Dreyblatt was one of the central architects of the second wave of Minimalism. A student of Pauline Oliveros, La Monte Young, and Alvin Lucier, and a close friend and collaborator of Ellen Fullman, the bassist and composer was a definitive voice among the early 1980’s New York avant-garde, releasing two seminal albums - 1982’s “Nodal Excitation”, reissued in 2015 by Drag City, and 1986’s “Propellers in Love”, that rest at the axis of important change within the canon of American minimal music. After remaining quiet for the better part of the decade following his relocation to Berlin, Dreyblatt came back with a force in the mid '90s, first with “Animal Magnetism”, issued by Tzadik in 1995, and then with the incredible “The Sound of One String”, via Table of the Elements, bringing his work to an entirely new generation.
This sets the stage for three incredible artists orbiting each other during the 1990s and early 2000s, Dreyblatt having first encountered Conrad’s violin chords during his tenure as an archivist for La Monte Young in 1975. “Tonic 19-01-2001” draws on material from a a two-night programme organised by David Weinstein at legendary New York experimental venue Tonic in January 2001, where Conrad, Dreyblatt and O’Rourke presented individual projects before performing a collaborative set each night, the first with members of Dreyblatt’s ensemble and the second a trio of the three, the later of which makes up Black Truffle’s LP. Conceived as a cross generational collaboration, highlighting the profound impact of Conrad’s pioneering minimalism on Dreyblatt and O’Rourke, it is an astounding thing to behold.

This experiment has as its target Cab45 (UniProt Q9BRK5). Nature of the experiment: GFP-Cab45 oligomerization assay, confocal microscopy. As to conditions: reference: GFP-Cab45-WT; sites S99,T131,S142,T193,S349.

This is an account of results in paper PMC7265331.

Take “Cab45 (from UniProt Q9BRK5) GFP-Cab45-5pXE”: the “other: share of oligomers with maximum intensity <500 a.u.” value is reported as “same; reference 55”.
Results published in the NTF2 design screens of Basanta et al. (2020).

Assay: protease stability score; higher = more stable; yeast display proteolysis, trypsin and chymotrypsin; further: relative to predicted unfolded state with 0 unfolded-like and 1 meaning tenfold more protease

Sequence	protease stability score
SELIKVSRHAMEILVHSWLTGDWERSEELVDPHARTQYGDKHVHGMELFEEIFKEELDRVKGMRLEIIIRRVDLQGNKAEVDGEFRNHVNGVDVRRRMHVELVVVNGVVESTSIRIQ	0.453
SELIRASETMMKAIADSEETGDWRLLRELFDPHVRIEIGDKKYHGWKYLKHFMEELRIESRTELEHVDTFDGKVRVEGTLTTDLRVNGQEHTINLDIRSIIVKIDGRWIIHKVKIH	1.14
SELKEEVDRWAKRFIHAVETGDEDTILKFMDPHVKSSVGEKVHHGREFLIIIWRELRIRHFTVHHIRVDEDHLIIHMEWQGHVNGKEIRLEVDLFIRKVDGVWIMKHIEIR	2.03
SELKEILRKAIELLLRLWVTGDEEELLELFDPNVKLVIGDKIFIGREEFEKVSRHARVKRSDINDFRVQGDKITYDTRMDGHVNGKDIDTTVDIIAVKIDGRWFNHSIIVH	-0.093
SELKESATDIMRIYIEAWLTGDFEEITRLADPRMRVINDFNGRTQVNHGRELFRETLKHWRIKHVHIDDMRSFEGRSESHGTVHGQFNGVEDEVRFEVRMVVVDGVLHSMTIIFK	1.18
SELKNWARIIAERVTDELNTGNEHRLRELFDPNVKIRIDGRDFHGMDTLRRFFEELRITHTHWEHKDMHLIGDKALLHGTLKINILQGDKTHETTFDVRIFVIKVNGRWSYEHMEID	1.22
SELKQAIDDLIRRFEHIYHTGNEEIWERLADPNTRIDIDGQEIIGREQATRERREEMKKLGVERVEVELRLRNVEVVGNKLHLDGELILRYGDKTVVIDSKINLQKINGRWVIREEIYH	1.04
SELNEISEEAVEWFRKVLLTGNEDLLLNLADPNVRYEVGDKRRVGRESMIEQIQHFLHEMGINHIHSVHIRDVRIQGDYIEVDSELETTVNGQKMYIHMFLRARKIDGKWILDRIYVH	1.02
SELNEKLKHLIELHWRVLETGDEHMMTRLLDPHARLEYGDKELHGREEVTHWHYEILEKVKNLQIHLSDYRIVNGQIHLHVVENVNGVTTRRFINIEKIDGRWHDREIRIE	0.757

Harnessing ‘massive, ecstatic, pulsating overtones’, as the flyer for the concert promised, the two sides of “Tonic 19-01-2001” overflows with the tension and beauty that only Conrad seemed to be capable of producing with bowed strings, as amplified, slowly shifting combinations of precisely chosen pitches shimmer with complex beating patterns and difference tones. Though produced by three individuals known for their own distinctive bodies of the work, the music encountered here is an egoless expression of Conrad's desire 'to move away from composing to listening', to 'working "on" the sound from "inside" the sound'.
Amounting to an almost psychedelic form of drone - as dense and complex as it is minimal and contained - “Tonic 19-01-2001” is a near perfect counterpoint to Conrad’s “Four Violins”, illuminating the rigorous, exploratory journey that he had been on for decades. A truly astounding body of collaborative music, taking us back to the halcyon days of the early 2000s, this is as good as archival releases get. A truly monumental achievement on historical and creative terms, there couldn’t be a more fitting recording to emerge as Black Truffle’s 100th release.